Kasit Piromya shares reflections on efforts made by ASEAN’s special envoys to Myanmar.
This is an adapted version of an article from ASEANFocus Issue 2/2022 published in September 2022. Download the full issue here.
The coup d’etat staged in Myanmar on 1 February 2021 by Senior General Min Aung Hlaing has not only put an end to a decade of democratic reforms and plunged the whole country into chaos, it has also presented ASEAN with one of its most difficult challenges. It has become a defining threat severely confronting the regional group’s strengths and unity.
The international community considered that the crisis triggered by the illegal military takeover was an issue for ASEAN to resolve, as Myanmar is one of its members. The reason was that the organisation was best positioned to handle the issue, given the close ties of its member states to the country. And it goes without saying that the regional group would have to address the internal crisis within the bloc, regardless of perceptions and demands from external international actors.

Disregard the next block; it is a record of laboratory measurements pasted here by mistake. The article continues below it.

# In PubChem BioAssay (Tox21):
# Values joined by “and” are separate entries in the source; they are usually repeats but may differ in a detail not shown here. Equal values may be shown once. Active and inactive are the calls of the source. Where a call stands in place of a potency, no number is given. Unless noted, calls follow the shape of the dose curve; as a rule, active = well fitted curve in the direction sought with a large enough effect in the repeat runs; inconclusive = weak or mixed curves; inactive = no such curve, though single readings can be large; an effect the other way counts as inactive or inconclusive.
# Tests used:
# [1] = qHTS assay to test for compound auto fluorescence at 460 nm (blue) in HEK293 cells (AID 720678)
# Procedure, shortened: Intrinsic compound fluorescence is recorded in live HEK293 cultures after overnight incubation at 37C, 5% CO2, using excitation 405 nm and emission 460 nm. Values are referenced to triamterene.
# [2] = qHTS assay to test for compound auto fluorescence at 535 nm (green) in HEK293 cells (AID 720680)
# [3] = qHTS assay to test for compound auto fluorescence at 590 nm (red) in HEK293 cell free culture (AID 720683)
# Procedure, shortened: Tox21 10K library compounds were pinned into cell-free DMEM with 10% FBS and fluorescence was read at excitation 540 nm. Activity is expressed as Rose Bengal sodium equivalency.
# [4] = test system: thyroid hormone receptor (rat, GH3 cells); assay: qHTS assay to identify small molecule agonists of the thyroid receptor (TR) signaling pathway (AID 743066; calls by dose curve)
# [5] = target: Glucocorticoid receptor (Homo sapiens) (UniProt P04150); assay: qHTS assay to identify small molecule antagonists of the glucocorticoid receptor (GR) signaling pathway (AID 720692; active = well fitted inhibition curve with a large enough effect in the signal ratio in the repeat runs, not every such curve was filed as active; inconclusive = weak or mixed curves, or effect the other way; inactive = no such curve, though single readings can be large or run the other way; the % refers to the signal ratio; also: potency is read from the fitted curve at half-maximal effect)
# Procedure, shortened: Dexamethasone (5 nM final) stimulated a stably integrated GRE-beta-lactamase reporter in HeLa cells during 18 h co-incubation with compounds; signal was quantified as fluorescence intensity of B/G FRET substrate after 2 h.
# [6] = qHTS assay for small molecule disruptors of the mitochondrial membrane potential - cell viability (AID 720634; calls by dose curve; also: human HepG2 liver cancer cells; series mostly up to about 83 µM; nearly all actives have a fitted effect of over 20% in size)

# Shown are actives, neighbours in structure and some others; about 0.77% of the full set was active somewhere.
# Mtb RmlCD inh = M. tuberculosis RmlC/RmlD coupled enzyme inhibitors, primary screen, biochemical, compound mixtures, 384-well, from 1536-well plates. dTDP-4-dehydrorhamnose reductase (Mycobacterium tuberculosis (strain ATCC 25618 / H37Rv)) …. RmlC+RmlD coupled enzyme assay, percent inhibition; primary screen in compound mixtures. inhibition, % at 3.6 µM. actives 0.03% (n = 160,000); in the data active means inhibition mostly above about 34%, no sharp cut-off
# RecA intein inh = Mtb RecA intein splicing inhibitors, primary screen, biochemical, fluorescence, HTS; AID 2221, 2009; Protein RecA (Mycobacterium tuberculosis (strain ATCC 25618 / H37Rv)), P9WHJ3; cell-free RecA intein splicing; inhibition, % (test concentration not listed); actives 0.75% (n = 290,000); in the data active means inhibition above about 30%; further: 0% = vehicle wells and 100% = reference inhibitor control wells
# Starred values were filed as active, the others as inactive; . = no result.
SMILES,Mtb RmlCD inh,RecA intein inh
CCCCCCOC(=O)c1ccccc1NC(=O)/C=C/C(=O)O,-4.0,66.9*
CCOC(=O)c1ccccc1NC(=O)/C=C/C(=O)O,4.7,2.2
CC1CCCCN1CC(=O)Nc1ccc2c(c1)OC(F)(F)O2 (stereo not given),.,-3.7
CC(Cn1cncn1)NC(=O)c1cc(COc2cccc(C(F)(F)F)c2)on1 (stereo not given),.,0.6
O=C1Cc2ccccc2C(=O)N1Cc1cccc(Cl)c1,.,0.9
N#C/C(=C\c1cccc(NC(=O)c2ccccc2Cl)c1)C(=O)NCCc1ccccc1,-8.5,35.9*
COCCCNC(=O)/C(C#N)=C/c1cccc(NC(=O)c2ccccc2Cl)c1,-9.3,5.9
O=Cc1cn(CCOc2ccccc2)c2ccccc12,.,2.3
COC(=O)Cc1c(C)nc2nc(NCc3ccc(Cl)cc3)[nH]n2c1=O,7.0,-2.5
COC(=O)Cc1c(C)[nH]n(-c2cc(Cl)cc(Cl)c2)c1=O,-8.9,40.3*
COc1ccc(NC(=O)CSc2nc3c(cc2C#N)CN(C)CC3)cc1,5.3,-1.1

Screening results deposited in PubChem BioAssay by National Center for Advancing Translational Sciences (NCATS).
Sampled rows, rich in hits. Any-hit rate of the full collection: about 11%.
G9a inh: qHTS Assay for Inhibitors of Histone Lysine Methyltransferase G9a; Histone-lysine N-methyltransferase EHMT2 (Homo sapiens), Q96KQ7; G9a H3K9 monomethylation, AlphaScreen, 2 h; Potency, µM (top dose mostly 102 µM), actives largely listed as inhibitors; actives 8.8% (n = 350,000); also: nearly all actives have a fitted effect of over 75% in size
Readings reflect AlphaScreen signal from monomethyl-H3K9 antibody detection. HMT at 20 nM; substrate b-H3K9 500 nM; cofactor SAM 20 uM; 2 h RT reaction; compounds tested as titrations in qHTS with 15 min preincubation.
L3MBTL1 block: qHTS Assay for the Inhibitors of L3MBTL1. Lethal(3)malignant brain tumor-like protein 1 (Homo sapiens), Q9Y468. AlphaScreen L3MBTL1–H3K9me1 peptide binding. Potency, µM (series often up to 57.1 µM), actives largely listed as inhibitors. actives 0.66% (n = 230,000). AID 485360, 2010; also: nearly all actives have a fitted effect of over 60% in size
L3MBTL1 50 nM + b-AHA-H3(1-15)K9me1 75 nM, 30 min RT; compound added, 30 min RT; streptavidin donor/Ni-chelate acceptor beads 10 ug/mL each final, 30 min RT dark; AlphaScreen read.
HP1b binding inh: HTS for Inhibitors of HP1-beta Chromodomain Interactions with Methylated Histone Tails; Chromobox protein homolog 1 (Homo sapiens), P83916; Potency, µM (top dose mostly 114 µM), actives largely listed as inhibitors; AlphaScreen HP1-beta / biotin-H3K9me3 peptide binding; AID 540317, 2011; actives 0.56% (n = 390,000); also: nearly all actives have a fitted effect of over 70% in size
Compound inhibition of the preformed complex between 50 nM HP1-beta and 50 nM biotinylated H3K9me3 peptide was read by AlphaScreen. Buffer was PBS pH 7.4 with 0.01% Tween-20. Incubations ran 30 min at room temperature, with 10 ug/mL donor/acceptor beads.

ASEAN member states are not new to coordinating their responses to tough crises afflicting Myanmar. The regional group successfully led the provision of humanitarian assistance after the devastation caused by Cyclone Nargis in 2008. At that time, the State Peace and Development Council (SPDC), the military junta that ruled the country between 1988 and 2011, blocked international agencies and governments from assisting the affected areas in the Myanmar Delta, despite a staggering death toll of over 130,000.
The deadlock was only broken when ASEAN took the lead in distributing international aid, as the regional group, which Myanmar joined in 1997, was the only organisation that the isolationist and paranoid junta chaired by Senior General Than Shwe could trust.
ASEAN also encouraged the SPDC to move forward with its “Roadmap to a Discipline-flourishing Democracy.” The seven-step roadmap formulated in 2003 had been stalled for years. It began to move forward due to a large extent to intensive and continuous discussions at all levels within ASEAN, particularly between the Myanmar Foreign Minister and his counterparts in the region.
Indeed, the “discipline-flourishing democracy” designed by the junta was far from perfect. Still, given the equilibrium of forces between a military firmly entrenched in power and a battered pro-democratic opposition, it was probably the best that could be expected at that point. The military ensured that the 2008 Constitution was designed to protect its interests and its pre-eminent role in politics, and its tight control of the transition process.